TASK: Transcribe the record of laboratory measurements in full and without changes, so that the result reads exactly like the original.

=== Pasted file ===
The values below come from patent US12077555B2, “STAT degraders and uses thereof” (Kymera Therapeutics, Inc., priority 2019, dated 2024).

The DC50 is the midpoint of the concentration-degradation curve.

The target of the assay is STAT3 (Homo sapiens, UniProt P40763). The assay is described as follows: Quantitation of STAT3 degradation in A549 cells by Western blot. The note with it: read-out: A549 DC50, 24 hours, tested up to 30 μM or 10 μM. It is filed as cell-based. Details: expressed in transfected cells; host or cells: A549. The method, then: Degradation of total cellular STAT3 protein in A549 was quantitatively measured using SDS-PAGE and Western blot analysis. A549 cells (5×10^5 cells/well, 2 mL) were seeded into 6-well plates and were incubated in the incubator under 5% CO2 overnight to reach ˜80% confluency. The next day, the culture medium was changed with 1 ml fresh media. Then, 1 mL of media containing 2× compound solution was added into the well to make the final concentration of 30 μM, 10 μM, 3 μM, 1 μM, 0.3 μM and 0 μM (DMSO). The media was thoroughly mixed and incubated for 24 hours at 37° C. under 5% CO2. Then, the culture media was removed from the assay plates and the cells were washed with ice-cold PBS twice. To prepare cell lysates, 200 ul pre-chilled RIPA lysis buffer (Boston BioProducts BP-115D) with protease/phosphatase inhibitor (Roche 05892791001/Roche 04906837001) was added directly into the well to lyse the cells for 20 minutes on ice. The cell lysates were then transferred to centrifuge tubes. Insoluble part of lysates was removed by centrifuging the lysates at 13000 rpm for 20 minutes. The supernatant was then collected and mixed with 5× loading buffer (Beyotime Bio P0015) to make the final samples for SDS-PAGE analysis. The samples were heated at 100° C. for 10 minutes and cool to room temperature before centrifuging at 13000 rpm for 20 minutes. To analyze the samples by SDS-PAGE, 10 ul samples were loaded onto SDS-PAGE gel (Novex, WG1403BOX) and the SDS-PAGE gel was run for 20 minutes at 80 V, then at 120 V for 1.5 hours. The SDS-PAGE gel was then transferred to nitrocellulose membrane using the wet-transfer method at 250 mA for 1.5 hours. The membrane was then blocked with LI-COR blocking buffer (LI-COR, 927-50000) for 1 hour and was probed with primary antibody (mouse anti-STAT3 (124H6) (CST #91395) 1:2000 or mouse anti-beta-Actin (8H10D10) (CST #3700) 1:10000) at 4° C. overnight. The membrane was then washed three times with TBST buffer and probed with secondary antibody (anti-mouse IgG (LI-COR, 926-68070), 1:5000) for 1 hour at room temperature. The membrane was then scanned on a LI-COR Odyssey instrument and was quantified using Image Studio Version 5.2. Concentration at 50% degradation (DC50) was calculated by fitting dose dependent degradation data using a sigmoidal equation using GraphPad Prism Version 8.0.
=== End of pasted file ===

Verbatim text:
The values below come from patent US12077555B2, “STAT degraders and uses thereof” (Kymera Therapeutics, Inc., priority 2019, dated 2024).

The DC50 is the midpoint of the concentration-degradation curve.

The target of the assay is STAT3 (Homo sapiens, UniProt P40763). The assay is described as follows: Quantitation of STAT3 degradation in A549 cells by Western blot. The note with it: read-out: A549 DC50, 24 hours, tested up to 30 μM or 10 μM. It is filed as cell-based. Details: expressed in transfected cells; host or cells: A549. The method, then: Degradation of total cellular STAT3 protein in A549 was quantitatively measured using SDS-PAGE and Western blot analysis. A549 cells (5×10^5 cells/well, 2 mL) were seeded into 6-well plates and were incubated in the incubator under 5% CO2 overnight to reach ˜80% confluency. The next day, the culture medium was changed with 1 ml fresh media. Then, 1 mL of media containing 2× compound solution was added into the well to make the final concentration of 30 μM, 10 μM, 3 μM, 1 μM, 0.3 μM and 0 μM (DMSO). The media was thoroughly mixed and incubated for 24 hours at 37° C. under 5% CO2. Then, the culture media was removed from the assay plates and the cells were washed with ice-cold PBS twice. To prepare cell lysates, 200 ul pre-chilled RIPA lysis buffer (Boston BioProducts BP-115D) with protease/phosphatase inhibitor (Roche 05892791001/Roche 04906837001) was added directly into the well to lyse the cells for 20 minutes on ice. The cell lysates were then transferred to centrifuge tubes. Insoluble part of lysates was removed by centrifuging the lysates at 13000 rpm for 20 minutes. The supernatant was then collected and mixed with 5× loading buffer (Beyotime Bio P0015) to make the final samples for SDS-PAGE analysis. The samples were heated at 100° C. for 10 minutes and cool to room temperature before centrifuging at 13000 rpm for 20 minutes. To analyze the samples by SDS-PAGE, 10 ul samples were loaded onto SDS-PAGE gel (Novex, WG1403BOX) and the SDS-PAGE gel was run for 20 minutes at 80 V, then at 120 V for 1.5 hours. The SDS-PAGE gel was then transferred to nitrocellulose membrane using the wet-transfer method at 250 mA for 1.5 hours. The membrane was then blocked with LI-COR blocking buffer (LI-COR, 927-50000) for 1 hour and was probed with primary antibody (mouse anti-STAT3 (124H6) (CST #91395) 1:2000 or mouse anti-beta-Actin (8H10D10) (CST #3700) 1:10000) at 4° C. overnight. The membrane was then washed three times with TBST buffer and probed with secondary antibody (anti-mouse IgG (LI-COR, 926-68070), 1:5000) for 1 hour at room temperature. The membrane was then scanned on a LI-COR Odyssey instrument and was quantified using Image Studio Version 5.2. Concentration at 50% degradation (DC50) was calculated by fitting dose dependent degradation data using a sigmoidal equation using GraphPad Prism Version 8.0.